Foreign Policy Challenges for India in 2019

 

The year 2019 has just begun and there are a host of foreign policy challenges that New Delhi has to contend with this year.

 

Since 2014, when Prime Minister Narendra Modi took office, he has injected a new sense of dynamism into New Delhi’s foreign policy dealings. The beginning of the year is a good time to analyze India’s foreign policy challenges.

 

On the domestic front, general elections in India are scheduled for later this year. Since Prime Minister Modi will be busy campaigning, this will cut into the time he can devote to the foreign policy realm.

 

First, the biggest challenge for India will be how to deal with Beijing and its growing assertiveness. New Delhi has a disputed border with Beijing and relations with Beijing cooled down in the aftermath of the standoff between the two sides following China’s road construction activities in the Doklam region of Bhutan in 2017.

 

Although relations between the two sides have improved since then, there are still many issues which bedevil the ties between the two, especially New Delhi’s refusal to join the Beijing-led Belt and Road Initiative. An Indian Ministry of External Affairs statement on the BRI notes that “we are of firm belief that connectivity initiatives must be based on universally recognized international norms, good governance, rule of law, openness, transparency and equality, and must be pursued in a manner that respects sovereignty and territorial integrity.”

 

The second major challenge for India will be how to deal with the Trump Administration in Washington D.C., which has been blowing hot and cold on issues related to India. While Washington has been tough with Pakistan, President Donald Trump’s dealings with China are making many in India wonder if New Delhi figures high on his radar screen at all. President Trump had earlier declined an invitation to be the chief guest at India’s Republic Day celebrations later in January.

 

The third big challenge for India will be how to deal with Pakistan, particularly with the Imran Khan administration coming to power in that country. There has been no letdown in anti-India terror activities emanating from Pakistan in recent times, because of which the Modi government has taken a no-talks posture.

 

Fourth, the extended neighborhood in South Asia demands New Delhi’s attention as China has been rapidly making inroads into what New Delhi has traditionally seen as its own backyard. Though things have finally turned out in India’s favor in countries like Maldives and Sri Lanka, New Delhi faces huge challenges in these countries as a cash-rich Beijing increases its clout in the region, especially in the light of its BRI. One bit of good news for India in the neighborhood is the recent re-election of Prime Minister Sheikh Hasina in Bangladesh in the general elections held in the country on December 30.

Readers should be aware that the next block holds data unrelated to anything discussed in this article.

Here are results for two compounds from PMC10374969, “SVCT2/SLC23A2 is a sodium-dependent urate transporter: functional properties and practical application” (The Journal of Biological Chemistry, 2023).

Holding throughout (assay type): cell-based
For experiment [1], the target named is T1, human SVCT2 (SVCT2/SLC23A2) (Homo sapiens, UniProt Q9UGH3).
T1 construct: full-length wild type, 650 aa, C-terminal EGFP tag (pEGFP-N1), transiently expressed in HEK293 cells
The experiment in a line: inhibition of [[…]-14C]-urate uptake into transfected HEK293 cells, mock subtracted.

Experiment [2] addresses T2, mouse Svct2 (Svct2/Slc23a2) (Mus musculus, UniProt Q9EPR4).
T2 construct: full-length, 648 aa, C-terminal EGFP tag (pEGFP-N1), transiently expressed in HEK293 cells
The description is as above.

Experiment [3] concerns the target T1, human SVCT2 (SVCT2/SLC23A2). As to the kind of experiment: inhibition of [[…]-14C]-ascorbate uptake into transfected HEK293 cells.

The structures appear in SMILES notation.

Fifth, India needs to take care of its energy security as its energy needs are rapidly increasing, especially given the fact that it is a growing economy. At present, New Delhi imports most of its energy requirements from the Middle East. However, given the tensions between the countries in the region, sometimes supplies may be affected and thus New Delhi needs to ensure that it has a wide array of sources.

 

Sixth, New Delhi will be called upon to take a decision on key international issues. It cannot afford to be a fence-sitter on such issues, especially as it is trying to become a permanent member of the United Nations Security Council. This will test New Delhi’s diplomatic acumen, particularly on issues like Syria.

 

Seventh, the “Act-East Policy” has been a notable success of New Delhi’s foreign policy. But New Delhi will have to match its words with action. One of the highlights of the “Act-East Policy” is the India-Myanmar-Thailand trilateral highway, which has undergone several delays. This does not bode well for its outreach to Southeast Asia, particularly in light of the fact that China has been actively making inroads into countries in the ASEAN region.

 

On the other hand, the good thing is that now New Delhi is shedding its reticence and dealing with multiple partners on the global stage. This is very different from earlier times when it stressed a non-aligned foreign policy. However, as outlined above, 2019 will bring challenges galore for New Delhi as it seeks to find its rightful place on the global stage.

 

 

Author: Dr Rupakjyoti Borah

 

 

 

Rupakjyoti Borah

Author:

Dr. Rupakjyoti Borah is with the Institute of South Asian Studies at the National University of Singapore. His latest book is The Elephant and the Samurai: Why Japan Can Trust India. He has been an assistant professor of international relations in India and a visiting fellow at the University of Cambridge (UK), the Japan Institute of International Affairs (Tokyo), and the Australian National University (Canberra). The views expressed are personal. He can be reached at rupakj@gmail.com or via Twitter @rupakj.

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